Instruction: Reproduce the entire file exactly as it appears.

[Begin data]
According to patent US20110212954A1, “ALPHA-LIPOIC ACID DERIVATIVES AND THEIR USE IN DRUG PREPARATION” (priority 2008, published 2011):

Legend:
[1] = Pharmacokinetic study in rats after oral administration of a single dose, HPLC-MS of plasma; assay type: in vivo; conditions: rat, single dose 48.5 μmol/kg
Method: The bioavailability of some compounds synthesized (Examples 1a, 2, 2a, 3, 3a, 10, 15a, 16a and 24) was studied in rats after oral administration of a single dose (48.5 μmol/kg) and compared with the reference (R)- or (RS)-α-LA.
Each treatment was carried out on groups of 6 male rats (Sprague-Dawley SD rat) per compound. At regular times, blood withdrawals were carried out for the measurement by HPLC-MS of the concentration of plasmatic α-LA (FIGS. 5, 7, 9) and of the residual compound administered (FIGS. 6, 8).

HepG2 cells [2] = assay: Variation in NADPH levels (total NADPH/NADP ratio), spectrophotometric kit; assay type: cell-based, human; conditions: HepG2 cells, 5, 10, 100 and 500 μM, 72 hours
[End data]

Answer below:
According to patent US20110212954A1, “ALPHA-LIPOIC ACID DERIVATIVES AND THEIR USE IN DRUG PREPARATION” (priority 2008, published 2011):

Legend:
[1] = Pharmacokinetic study in rats after oral administration of a single dose, HPLC-MS of plasma; assay type: in vivo; conditions: rat, single dose 48.5 μmol/kg
Method: The bioavailability of some compounds synthesized (Examples 1a, 2, 2a, 3, 3a, 10, 15a, 16a and 24) was studied in rats after oral administration of a single dose (48.5 μmol/kg) and compared with the reference (R)- or (RS)-α-LA.
Each treatment was carried out on groups of 6 male rats (Sprague-Dawley SD rat) per compound. At regular times, blood withdrawals were carried out for the measurement by HPLC-MS of the concentration of plasmatic α-LA (FIGS. 5, 7, 9) and of the residual compound administered (FIGS. 6, 8).

HepG2 cells [2] = assay: Variation in NADPH levels (total NADPH/NADP ratio), spectrophotometric kit; assay type: cell-based, human; conditions: HepG2 cells, 5, 10, 100 and 500 μM, 72 hours